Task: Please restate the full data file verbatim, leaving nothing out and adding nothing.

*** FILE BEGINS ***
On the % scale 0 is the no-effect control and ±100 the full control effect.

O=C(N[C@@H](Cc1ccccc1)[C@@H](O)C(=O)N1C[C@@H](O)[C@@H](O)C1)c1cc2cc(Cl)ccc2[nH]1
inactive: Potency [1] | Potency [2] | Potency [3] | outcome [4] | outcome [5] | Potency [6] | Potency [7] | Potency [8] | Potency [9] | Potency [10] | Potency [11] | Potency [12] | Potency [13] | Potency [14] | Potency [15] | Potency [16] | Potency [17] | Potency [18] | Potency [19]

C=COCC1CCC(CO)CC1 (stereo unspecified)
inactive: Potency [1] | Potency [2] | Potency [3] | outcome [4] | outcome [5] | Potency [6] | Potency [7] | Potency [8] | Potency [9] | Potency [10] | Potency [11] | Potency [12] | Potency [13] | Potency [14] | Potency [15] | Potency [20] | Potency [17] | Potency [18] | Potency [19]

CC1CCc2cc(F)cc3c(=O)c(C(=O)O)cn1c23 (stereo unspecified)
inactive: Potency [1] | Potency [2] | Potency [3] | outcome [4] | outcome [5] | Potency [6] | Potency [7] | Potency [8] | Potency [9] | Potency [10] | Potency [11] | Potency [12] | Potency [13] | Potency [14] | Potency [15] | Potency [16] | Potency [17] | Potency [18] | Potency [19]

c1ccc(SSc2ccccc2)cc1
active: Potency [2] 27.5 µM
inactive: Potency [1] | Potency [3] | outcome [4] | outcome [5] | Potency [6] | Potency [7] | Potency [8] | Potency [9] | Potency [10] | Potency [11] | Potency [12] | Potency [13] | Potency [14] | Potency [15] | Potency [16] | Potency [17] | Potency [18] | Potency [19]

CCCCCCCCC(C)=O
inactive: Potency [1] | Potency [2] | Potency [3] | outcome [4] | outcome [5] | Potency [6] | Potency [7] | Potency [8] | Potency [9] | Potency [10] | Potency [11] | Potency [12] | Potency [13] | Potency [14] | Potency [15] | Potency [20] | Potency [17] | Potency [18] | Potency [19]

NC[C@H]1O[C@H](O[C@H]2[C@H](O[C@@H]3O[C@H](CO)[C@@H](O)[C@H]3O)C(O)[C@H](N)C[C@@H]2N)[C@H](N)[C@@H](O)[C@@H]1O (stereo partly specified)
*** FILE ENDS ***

On the % scale 0 is the no-effect control and ±100 the full control effect.

O=C(N[C@@H](Cc1ccccc1)[C@@H](O)C(=O)N1C[C@@H](O)[C@@H](O)C1)c1cc2cc(Cl)ccc2[nH]1
inactive: Potency [1] | Potency [2] | Potency [3] | outcome [4] | outcome [5] | Potency [6] | Potency [7] | Potency [8] | Potency [9] | Potency [10] | Potency [11] | Potency [12] | Potency [13] | Potency [14] | Potency [15] | Potency [16] | Potency [17] | Potency [18] | Potency [19]

C=COCC1CCC(CO)CC1 (stereo unspecified)
inactive: Potency [1] | Potency [2] | Potency [3] | outcome [4] | outcome [5] | Potency [6] | Potency [7] | Potency [8] | Potency [9] | Potency [10] | Potency [11] | Potency [12] | Potency [13] | Potency [14] | Potency [15] | Potency [20] | Potency [17] | Potency [18] | Potency [19]

CC1CCc2cc(F)cc3c(=O)c(C(=O)O)cn1c23 (stereo unspecified)
inactive: Potency [1] | Potency [2] | Potency [3] | outcome [4] | outcome [5] | Potency [6] | Potency [7] | Potency [8] | Potency [9] | Potency [10] | Potency [11] | Potency [12] | Potency [13] | Potency [14] | Potency [15] | Potency [16] | Potency [17] | Potency [18] | Potency [19]

c1ccc(SSc2ccccc2)cc1
active: Potency [2] 27.5 µM
inactive: Potency [1] | Potency [3] | outcome [4] | outcome [5] | Potency [6] | Potency [7] | Potency [8] | Potency [9] | Potency [10] | Potency [11] | Potency [12] | Potency [13] | Potency [14] | Potency [15] | Potency [16] | Potency [17] | Potency [18] | Potency [19]

CCCCCCCCC(C)=O
inactive: Potency [1] | Potency [2] | Potency [3] | outcome [4] | outcome [5] | Potency [6] | Potency [7] | Potency [8] | Potency [9] | Potency [10] | Potency [11] | Potency [12] | Potency [13] | Potency [14] | Potency [15] | Potency [20] | Potency [17] | Potency [18] | Potency [19]

NC[C@H]1O[C@H](O[C@H]2[C@H](O[C@@H]3O[C@H](CO)[C@@H](O)[C@H]3O)C(O)[C@H](N)C[C@@H]2N)[C@H](N)[C@@H](O)[C@@H]1O (stereo partly specified)